How Much Neanderthal Is in You?

A lot. And you'll be glad for it.

Dr. Svante Pääbo, Swedish anthropologist

In 2010, the first Neanderthal genome was sequenced by a Swedish scientist. Since then, we have uncovered new information about our seemingly distant relatives. Prior to the genetic discovery, we knew that Neanderthals roamed Earth up until about 40,000 years ago. This much is true, although, the extinct species was previously thought to be separate from Homo sapiens during this period because of geographical distance. However, the research now shows that there was a period of thousands of years when both existed on this planet together.

During those several thousands years when Homo sapiens, our modern human species, and Homo neanderthalensis coexisted, genes intermingled. In other words, humans and Neanderthals mated. And, yes, this means modern humans and Neanderthals are ancestors, giving humans genetic material conducive to the survival of the species. More on that in a minute.

The Neanderthal “cave man” stereotype is gradually unraveling

Work by anthropologists continue to uncover new artifacts and new evidence about Neanderthals. The latest study, in fact, challenges the very notion that these early humans ought to be characterized as inhabitants of the Stone Age. The study, citing a more advanced technology employed by Neanderthals, indicates they were able to fashion spears for hunting. These tools were made of wood, not stone. And we’re not talking about primitive clubs. Scientists found hefty, seven-foot-long wooden spears crafted out of quality hardwood, most likely spruce. These tools, used approximately 300,000 years ago, were specifically designed to take down large prey, challenging the notion that Neanderthals lived as scavengers. Added to that, evidence shows Neanderthals used advanced wood-turning technology, a process scientists used to think was not present during the Stone Age.

Scientists discovered the artifacts in the 1990s

The original discovery was made in the mid-1990s. The wood spears, traced to northern Germany, were excavated from a surface mine near Schöningen. Due to the deteriorating factor of wood, evidence of wooden tools pale in comparison to the many stone-hewn tools. Today, however, a hypothetical “Wood Age” has been tossed around. Head of research at the Department of Cultural Heritage of Lower Saxony, Thomas Terberger, the archaeologist who headed the recent report about evidence of the higher evolved tool, made the point. Referring to the study, Terberger said, “We can probably assume that wooden tools have been around just as long as stone ones, that is, two and a half or three million years.” The spears uncovered in Schöningen are the oldest known weapons used for hunting. The study was published in the Proceedings of the National Academy of Sciences in April.  As discoveries are made, Neanderthals are proving to be more and more like modern humans than previously thought.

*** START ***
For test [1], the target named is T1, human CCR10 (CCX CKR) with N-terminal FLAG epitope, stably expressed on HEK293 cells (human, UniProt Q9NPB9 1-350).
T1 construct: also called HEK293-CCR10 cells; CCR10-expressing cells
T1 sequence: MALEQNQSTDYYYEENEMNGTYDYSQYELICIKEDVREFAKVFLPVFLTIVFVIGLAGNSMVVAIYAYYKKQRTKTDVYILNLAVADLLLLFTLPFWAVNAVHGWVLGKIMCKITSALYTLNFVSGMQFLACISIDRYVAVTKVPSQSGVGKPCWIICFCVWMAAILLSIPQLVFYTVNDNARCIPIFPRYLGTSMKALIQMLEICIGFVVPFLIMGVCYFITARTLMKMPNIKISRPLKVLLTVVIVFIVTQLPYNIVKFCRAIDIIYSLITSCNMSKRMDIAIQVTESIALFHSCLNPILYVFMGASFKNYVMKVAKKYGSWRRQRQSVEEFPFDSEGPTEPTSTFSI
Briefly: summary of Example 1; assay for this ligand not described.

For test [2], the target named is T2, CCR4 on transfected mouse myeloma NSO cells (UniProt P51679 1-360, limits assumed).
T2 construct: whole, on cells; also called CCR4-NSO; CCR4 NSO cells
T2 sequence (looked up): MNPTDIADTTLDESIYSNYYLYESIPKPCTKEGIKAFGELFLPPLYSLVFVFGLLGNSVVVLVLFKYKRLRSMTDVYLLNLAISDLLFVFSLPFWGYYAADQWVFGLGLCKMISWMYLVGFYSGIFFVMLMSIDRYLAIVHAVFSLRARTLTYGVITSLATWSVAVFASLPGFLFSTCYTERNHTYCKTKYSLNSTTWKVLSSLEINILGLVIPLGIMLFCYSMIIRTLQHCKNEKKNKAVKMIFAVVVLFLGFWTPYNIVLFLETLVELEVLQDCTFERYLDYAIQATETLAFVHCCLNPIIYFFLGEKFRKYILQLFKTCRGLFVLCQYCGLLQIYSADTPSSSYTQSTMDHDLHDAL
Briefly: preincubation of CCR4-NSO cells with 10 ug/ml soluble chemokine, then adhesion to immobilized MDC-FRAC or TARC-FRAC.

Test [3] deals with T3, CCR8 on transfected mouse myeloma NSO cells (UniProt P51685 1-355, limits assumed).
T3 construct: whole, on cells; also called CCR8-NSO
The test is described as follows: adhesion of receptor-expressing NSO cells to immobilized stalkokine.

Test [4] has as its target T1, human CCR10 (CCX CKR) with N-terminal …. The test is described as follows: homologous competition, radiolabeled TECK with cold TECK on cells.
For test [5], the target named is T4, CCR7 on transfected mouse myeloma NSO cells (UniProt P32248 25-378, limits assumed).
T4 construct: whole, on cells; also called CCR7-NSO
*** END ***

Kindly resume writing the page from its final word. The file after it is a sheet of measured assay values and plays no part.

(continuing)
Evidence shows Homo sapiens and Homo neanderthalensis interbred

Neanderthals were early hominins from the Stone Age. We tend to think of them as hairy cave men hunting and gathering and clubbing animals to death, so it was interesting when, about a decade ago, we learned 99.7% of Neanderthal DNA is shared with modern humans. Evidence of this link was discovered in a 40,000-year-old jawbone excavated in Romania. When the genetic material was uncovered, researchers were able to find that 9% of the genetic information found in a human bone fragment from 40,000 years ago was Neanderthal. This proved Homo sapiens and Homo neanderthalensis mated. David Reich, from Harvard Medical School, helped lead the study. He said it was a great surprise. “In the last few years, we’ve documented interbreeding between Neanderthals and modern humans, but we never thought we’d be so lucky to find someone so close to that event.”

Did Neanderthal Genes Aid Homo Sapiens Survival?

Scientists have found that genetic traits from cave men exist in us in various ways. DNA for hair color, skin, and our immune system are from Neanderthal DNA. Currently, there is a lot of research going into the Neanderthal genetic link. They know it exists on chromosome 3, for instance, and geneticists are searching for information that leads to medical treatment. In culmination of this work, in 2022, Swedish scientist Dr. Svante Pääbo won the Nobel Prize for sequencing Neanderthal DNA.

Out of that 2020 study, researchers found, for instance, women who carry a specific Neanderthal trait are less likely to have a miscarriage. The survival trait also suggests women with the gene experience less chance of bleeding during pregnancy. These days, companies like 23andMe provide home DNA test kits to track Neanderthal DNA in us individually.